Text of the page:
New NAC commissioner advocates safety, wants to expand drug tests


Francisco Aguilar thought he needed more time before accepting the responsibility of serving as chairman of the Nevada Athletic Commission. But now he believes he’s ready to be that person.

The 36-year-old Las Vegas attorney was selected Thursday to take over for Bill Brady as chair of the five-member NAC. The chairman’s appointment is for one year.

“I wanted to make sure I was comfortable and ready to handle the position,” said Aguilar, who has served on the commission since 2009. “I’ve learned a lot from the other commissioners, and I feel confident I can handle any situation that comes up.”

Aguilar said he wants to continue to advocate fighter safety and expand Nevada’s drug testing program, particularly for testing out of competition.

“We have to make sure we provided a level playing field for our athletes and keep them as safe as possible,” he said, referring to drug testing. “We need to prove to the public that the athletes that are stepping into the ring are natural, and we want to be as transparent as possible.”

Aguilar said as judges and referees get older, it’s important to identify those who eventually will replace the experienced officials. He also is a proponent of conducting clinics for referees and judges to keep them sharp.

“We want to have the best officials, and I want to continue to provide the talent we have with the tools they need to perform at their best,” he said. “But we also want to cultivate new talent.”

Aguilar usually had been low-key at NAC meetings. With his new role, he is expected to be more assertive.

“I think I’m pretty even-keeled,” he said. “I always want to hear both sides and be open-minded. But we have an obligation to serve the public and protect the integrity of the sports we oversee, and I know that’s a big responsibility.”

■ CANELO’S BUSY 2014 — Saul “Canelo” Alvarez has put his Sept. 14 majority decision loss to Floyd Mayweather Jr. behind him, and he has an ambitious schedule planned for 2014, one that has him fighting three times.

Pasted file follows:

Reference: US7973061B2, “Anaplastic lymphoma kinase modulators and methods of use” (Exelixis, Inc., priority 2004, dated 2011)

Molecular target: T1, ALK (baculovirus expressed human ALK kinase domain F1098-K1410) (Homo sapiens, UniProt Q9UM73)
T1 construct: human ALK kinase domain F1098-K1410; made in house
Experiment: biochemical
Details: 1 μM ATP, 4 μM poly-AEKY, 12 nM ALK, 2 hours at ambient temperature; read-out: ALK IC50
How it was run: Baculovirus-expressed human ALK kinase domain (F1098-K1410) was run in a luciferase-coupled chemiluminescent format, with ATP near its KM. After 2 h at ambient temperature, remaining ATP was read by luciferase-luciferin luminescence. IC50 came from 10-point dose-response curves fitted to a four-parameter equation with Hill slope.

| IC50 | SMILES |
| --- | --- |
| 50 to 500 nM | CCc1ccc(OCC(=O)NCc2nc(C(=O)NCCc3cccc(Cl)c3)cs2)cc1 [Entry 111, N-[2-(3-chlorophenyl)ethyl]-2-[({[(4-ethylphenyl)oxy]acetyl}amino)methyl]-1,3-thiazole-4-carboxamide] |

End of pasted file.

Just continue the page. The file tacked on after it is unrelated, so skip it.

According to Golden Boy Promotions CEO Richard Schaefer, Alvarez (42-1-1, 30 knockouts) will fight March 8, July 26 and Nov. 22. Possible opponents are WBC middleweight champion Sergio Martinez (51-2-2, 28 KOs), former four-time world champion Miguel Cotto (38-4, 31 KOs) and IBF junior middleweight champ Carlos Molina (22-5-2, six KOs). Possible sites for Alvarez’s fights include the MGM Grand Garden, San Antonio and Los Angeles.

Schaefer said he’s under no delusion that Alvarez’s next three fights will match the attention and support the Mayweather fight received. That fight did record numbers of $150 million in pay-per-view buys and a live gate of more than $2 million.

“I have zero doubt that next to Floyd Mayweather, Canelo is the biggest name in the sport from a draw point of view,” Schaefer said. “To see Canelo committing to three fights next year is exciting to me as a promoter and as a boxing fan.”

■ VARGAS’ NEW GYM — Former world champion Fernando Vargas has opened a boxing gym — the Fight Factory — at 3240 Civic Center Drive. Vargas, 35, who fought from 1997 to 2007 and was the IBF junior middleweight champion from 1998 to 2000, was 26-5 with 22 KOs.

“Las Vegas is my home,” Vargas said. “I love the sport of boxing, and even if I’m retired I can still help fighters win fights with my training. I’m excited about my new career as a trainer, and it’s only right that I give back to a sport that has done so much for me and my family.”

The gym will cater to amateur and professional boxers. Plans are to expand part of the gym to mixed martial arts.

Contact reporter Steve Carp at scarp@reviewjournal.com or 7022-387-2913. Follow him on Twitter: @stevecarprj.

 

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